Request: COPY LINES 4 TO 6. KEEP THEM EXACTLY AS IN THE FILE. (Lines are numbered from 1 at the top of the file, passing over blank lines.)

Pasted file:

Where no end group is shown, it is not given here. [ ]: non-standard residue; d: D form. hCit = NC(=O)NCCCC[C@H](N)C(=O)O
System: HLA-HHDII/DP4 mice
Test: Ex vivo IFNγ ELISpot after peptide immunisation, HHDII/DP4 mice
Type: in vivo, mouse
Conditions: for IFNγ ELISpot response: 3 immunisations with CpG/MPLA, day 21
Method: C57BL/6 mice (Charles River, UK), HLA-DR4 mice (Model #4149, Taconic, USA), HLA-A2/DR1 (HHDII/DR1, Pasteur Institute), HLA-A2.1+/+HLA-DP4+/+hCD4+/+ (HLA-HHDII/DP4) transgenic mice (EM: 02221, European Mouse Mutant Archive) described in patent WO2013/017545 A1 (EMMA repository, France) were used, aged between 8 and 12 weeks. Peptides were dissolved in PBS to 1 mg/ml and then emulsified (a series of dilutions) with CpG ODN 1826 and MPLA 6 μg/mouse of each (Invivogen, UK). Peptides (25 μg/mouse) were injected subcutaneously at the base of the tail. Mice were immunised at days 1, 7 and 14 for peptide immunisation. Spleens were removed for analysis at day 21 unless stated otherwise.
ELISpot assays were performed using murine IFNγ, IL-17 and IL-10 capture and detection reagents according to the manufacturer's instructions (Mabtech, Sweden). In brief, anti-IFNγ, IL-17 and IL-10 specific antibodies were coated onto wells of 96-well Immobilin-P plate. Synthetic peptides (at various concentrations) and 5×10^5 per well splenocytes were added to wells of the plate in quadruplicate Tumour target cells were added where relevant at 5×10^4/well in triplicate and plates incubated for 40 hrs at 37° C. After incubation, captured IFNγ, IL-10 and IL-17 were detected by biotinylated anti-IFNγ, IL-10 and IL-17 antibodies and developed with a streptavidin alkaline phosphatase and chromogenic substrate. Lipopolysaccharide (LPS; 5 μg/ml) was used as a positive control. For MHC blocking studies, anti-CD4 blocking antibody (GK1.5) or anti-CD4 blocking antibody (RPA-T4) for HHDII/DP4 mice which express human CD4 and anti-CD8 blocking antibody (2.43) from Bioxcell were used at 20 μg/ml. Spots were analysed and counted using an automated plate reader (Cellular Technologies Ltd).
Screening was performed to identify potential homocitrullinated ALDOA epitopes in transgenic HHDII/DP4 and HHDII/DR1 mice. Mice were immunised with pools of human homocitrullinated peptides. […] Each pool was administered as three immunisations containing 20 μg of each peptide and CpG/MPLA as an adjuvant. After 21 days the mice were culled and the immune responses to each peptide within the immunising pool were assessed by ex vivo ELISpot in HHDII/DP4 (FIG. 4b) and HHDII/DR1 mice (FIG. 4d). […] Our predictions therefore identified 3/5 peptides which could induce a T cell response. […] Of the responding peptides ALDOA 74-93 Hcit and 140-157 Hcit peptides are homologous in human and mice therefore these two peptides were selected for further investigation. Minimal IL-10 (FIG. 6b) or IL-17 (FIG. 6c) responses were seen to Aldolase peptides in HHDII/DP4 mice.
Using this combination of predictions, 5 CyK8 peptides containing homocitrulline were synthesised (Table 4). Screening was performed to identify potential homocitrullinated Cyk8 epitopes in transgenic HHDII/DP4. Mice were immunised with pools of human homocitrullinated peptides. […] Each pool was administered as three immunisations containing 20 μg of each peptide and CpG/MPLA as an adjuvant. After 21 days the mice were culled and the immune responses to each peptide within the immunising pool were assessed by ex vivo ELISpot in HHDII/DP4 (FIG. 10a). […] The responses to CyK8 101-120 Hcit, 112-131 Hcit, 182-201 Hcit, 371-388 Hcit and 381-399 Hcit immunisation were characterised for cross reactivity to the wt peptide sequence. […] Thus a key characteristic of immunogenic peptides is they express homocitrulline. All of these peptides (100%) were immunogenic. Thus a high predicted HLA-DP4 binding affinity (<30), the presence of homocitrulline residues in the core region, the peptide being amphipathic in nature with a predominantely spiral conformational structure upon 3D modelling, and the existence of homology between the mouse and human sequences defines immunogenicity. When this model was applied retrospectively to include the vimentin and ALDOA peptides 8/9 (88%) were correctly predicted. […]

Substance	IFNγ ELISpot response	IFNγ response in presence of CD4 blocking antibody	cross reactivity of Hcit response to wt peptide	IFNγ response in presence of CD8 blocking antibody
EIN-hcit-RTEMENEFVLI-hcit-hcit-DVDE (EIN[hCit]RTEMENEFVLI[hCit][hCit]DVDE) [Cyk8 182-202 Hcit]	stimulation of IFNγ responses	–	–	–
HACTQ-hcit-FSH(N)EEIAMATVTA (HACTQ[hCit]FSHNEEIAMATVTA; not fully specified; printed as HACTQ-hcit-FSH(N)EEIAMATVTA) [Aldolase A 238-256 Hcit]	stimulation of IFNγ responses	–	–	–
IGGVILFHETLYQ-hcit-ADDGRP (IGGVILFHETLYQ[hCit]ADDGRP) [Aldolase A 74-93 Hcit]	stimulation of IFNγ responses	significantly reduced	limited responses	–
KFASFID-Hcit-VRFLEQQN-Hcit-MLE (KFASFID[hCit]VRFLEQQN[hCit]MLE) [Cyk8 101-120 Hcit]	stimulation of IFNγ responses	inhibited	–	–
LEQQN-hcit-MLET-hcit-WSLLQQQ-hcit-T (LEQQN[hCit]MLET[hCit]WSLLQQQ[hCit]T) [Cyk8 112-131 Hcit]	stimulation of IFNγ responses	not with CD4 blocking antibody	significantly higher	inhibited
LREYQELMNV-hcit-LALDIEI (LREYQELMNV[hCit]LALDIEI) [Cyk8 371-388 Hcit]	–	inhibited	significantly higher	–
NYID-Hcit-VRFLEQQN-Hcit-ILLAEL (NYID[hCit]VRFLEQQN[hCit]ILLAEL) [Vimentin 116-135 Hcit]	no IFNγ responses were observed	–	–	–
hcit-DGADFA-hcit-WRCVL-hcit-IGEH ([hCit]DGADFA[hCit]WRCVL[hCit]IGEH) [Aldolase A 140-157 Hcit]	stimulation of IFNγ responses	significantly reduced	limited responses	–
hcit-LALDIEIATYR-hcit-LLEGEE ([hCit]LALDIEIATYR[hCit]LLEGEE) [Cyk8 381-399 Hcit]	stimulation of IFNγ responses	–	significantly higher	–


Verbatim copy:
Type: in vivo, mouse
Conditions: for IFNγ ELISpot response: 3 immunisations with CpG/MPLA, day 21
Method: C57BL/6 mice (Charles River, UK), HLA-DR4 mice (Model #4149, Taconic, USA), HLA-A2/DR1 (HHDII/DR1, Pasteur Institute), HLA-A2.1+/+HLA-DP4+/+hCD4+/+ (HLA-HHDII/DP4) transgenic mice (EM: 02221, European Mouse Mutant Archive) described in patent WO2013/017545 A1 (EMMA repository, France) were used, aged between 8 and 12 weeks. Peptides were dissolved in PBS to 1 mg/ml and then emulsified (a series of dilutions) with CpG ODN 1826 and MPLA 6 μg/mouse of each (Invivogen, UK). Peptides (25 μg/mouse) were injected subcutaneously at the base of the tail. Mice were immunised at days 1, 7 and 14 for peptide immunisation. Spleens were removed for analysis at day 21 unless stated otherwise.